Having a child with diabetes is scarier. Marrying a diabetic is terrifying. Especially when I talk to a good friend of mine and find out that her older sister, a type 1 diabetic, recently died of it. Granted, she did not take appropriate care of herself at all. She was also born about 15 years before Bear, and just missed the massive leaps in treatment quality. Regardless, to know she died of kidney failure in her 30’s, blind and wasted away, is terrifying.

But I know, that no matter what, it doesn’t matter what my children have. Every pregnancy has a 2% chance of having something, anything, wrong with it, from massive developmental defects that result in extremely early miscarriages, to Down syndrome to genetic diseases to congenital birth defects. That means that the 4-6% chance of having a child with diabetes is not that much higher than the risk everyone takes when they choose to have a baby.

When you hang your hat on a statistic, you better look at the statistic from both sides. We say we’re lucky, because we are. Even if many people would consider a bleeding disorder and diabetes in one couple the opposite of good luck. I might be scared, but I’m still lucky. That’s what I have to tell myself. Thinking anything else would just be too hard.



Cracked out Baby
February 25, 2008, 9:54 am
Filed under: Food | Tags: ,

One thing that is important to know about Bear is that he doesn’t need coffee in the morning to wake up. He needs coffee in general in order to function correctly. You know how if you’re an alcoholic for long enough, your body as a whole starts to depend on the alcohol? Without alcohol, you can’t perform the biochemistry that you need to in order to live. Going cold turkey can actually kill you.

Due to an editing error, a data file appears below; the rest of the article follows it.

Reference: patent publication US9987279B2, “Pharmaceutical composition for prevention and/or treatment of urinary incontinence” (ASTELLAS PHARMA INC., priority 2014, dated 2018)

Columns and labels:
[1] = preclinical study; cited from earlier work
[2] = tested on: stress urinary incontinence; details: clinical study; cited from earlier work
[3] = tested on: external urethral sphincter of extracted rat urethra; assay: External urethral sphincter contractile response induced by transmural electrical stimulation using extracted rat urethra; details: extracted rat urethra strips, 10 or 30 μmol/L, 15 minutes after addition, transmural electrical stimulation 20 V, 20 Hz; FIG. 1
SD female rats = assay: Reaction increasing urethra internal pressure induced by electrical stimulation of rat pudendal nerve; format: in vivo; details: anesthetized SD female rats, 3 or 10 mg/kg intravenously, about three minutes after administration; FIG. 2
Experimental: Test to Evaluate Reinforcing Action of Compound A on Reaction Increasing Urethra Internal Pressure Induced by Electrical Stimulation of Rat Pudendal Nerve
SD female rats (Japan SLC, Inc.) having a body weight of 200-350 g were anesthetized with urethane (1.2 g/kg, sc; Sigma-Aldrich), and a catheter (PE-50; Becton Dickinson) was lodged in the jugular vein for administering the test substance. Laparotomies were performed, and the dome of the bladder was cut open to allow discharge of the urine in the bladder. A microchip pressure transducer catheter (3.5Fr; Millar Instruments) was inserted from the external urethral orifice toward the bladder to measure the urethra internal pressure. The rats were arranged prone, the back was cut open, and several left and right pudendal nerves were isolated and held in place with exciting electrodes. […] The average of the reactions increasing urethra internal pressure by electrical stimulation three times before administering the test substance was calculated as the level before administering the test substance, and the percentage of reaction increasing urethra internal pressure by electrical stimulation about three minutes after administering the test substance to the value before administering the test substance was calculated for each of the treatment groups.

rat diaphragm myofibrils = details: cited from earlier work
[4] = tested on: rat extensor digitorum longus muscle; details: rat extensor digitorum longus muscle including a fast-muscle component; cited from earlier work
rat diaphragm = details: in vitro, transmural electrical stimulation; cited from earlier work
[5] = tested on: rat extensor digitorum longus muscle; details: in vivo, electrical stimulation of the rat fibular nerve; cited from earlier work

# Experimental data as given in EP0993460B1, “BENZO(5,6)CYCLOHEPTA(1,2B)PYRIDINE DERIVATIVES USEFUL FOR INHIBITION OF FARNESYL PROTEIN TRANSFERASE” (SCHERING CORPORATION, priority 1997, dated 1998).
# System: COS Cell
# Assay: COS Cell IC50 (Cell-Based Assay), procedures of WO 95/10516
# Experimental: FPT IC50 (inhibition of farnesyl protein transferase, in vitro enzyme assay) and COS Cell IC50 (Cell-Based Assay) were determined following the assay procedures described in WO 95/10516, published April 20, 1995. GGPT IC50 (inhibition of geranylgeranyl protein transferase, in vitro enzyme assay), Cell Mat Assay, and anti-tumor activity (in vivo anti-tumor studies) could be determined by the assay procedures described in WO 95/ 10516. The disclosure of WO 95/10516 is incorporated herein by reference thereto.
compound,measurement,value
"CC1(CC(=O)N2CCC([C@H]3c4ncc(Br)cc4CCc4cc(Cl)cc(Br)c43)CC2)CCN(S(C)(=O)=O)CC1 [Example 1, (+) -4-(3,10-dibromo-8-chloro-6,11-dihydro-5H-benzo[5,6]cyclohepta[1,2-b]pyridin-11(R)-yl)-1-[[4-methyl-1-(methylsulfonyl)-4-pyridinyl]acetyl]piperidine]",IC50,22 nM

That’s the way Bear is with coffee. It’s not just the caffeine, it’s coffee in general. He needs the whole bean or he’s down and out. I keep suggesting that he start injecting coffee into his insulin pump, so that he gets a steady stream of it. He needs it as much as he needs insulin, really.

There’s a reason for this. The boy was drinking coffee at about 2 or 3. All of his siblings were. They were given a sippy cup (A SIPPY CUP, for Pete’s sake) with half coffee, half milk, and sugar. And they drank it. And they loved it. And now they require coffee in order to function. It’s a family trait, this coffee dependence. One might think that little kids would be turned off by the taste of coffee. I still haven’t acquired a taste for it, even though Mama! keeps telling me that I won’t be allowed to call myself a grownup until I do.

Bear’s  nephew starting tipping his head into Bear’s coffee cup last night, which is the way a 15 month old asks for you to help him drink out of a cup. Haha, funny, everybody thinks it’s cute, little baby won’t like coffee. So they got a spoon, and Bear spoonfed him a taste of it. He got a perturbed look on his face, walked away, Hahaha, funny ha. Ha. Wait, he’s coming back and asking for more. Mouth wide open like a baby bird, but instead of partially digested, regurgitated worms, this baby bird is asking for coffee. He LIKES it. He spent the next half hour perched next to Kevin, being spoonfed coffee, oddly calmer than he was all day.

I see coffee-drinking babies in my future. Apparently this is in their genes. I might as well accept it now.



When does blue equal green?
February 3, 2008, 7:48 pm
Filed under: daily | Tags: ,

Did you know that if you eat blue food dye, your poo turns green?

Well, now you do.

This endearing little creature taught me that. He is the nephew of Bear, one half of an identical set of twins.img_1308.jpg

Oddly enough, getting a 15 month old little boy to hold a pose so you can get a clear photo is difficult. He spent 10 minutes examining the prism, trying to figure out why it wouldn’t wipe off on his hands. It was just so frustrating! He was petting the carpet so hard and nothing would come off on his hand! IT. JUST. WOULDN’T. WORK.

Then, we changed his diaper and found the green evidence of the blue Trix yogurt he ate the day before. You doubt me? Just go eat some blue Trix yogurt and watch your poo tomorrow.